Holy cow, I wrote a book!
I learned this term from a chart presented at a team meeting.
It contained a column labelled BIS.
When asked what those letters meant, the team manager explained
that it's an abbreviation for butts in seats.
Everybody in the room instantly understood.
It is the number of
actual human beings sitting at desks doing work.
When doing project planning, you sometimes get carried away
with the imaginary people who would be working
on your project someday,
treating them as if they were real people:
coming up with features for these imaginary people to work on,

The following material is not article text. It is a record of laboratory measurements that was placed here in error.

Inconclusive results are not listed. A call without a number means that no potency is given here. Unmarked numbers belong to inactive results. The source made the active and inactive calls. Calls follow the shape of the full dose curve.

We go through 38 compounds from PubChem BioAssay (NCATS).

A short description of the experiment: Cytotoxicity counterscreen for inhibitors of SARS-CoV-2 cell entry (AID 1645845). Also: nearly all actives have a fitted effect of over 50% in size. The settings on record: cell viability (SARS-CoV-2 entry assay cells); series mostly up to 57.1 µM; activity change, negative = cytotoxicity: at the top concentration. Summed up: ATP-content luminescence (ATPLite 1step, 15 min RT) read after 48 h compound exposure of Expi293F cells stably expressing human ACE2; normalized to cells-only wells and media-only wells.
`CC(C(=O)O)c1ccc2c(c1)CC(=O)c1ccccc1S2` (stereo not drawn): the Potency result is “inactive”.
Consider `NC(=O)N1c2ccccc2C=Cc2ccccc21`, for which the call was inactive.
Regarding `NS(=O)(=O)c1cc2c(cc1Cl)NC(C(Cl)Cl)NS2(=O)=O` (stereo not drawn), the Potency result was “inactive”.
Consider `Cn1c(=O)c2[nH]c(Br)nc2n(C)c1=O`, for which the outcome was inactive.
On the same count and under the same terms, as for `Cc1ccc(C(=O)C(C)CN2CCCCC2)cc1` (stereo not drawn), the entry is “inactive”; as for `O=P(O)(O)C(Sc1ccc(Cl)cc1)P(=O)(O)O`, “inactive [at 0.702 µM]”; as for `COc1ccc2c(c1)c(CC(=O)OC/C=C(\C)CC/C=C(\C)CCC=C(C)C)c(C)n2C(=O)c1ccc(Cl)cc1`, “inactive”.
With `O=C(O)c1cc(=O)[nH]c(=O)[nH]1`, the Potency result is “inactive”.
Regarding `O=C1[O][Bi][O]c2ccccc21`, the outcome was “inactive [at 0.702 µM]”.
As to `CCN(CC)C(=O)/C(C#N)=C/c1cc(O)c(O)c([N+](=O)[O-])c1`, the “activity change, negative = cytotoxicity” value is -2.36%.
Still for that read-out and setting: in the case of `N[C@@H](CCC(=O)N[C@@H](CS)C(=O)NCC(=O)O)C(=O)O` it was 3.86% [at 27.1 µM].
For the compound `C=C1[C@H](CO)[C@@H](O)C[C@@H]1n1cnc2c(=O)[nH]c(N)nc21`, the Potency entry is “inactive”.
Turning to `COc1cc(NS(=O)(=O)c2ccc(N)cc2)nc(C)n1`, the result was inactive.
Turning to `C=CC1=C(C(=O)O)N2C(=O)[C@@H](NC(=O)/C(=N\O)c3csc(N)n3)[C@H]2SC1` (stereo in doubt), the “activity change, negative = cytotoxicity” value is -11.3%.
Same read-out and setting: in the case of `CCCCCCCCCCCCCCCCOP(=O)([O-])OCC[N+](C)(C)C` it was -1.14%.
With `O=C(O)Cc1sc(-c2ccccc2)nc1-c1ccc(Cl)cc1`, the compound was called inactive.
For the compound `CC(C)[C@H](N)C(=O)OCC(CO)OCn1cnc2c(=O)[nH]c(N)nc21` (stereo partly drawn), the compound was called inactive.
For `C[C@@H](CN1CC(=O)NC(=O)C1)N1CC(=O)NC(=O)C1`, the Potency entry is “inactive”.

projecting how many bugs these imaginary people will fix,
looking forward to the funny stories these
imaginary people will tell when you go out for a beer after work.
This is all ridiculous, of course, because
imaginary people don't write code or fix bugs or
buy you a pint of beer after work.
You need to base your calculations
on actual human beings and not imaginary people.
That's why you work with butts in seats and not empty seats.
Sure, you have two open positions on your team,
and you have every intention of hiring people to fill them
over the next few months,
but until there are butts in those seats,
those people are still imaginary,
and they're not doing any work,
so you shouldn't count them in your charts.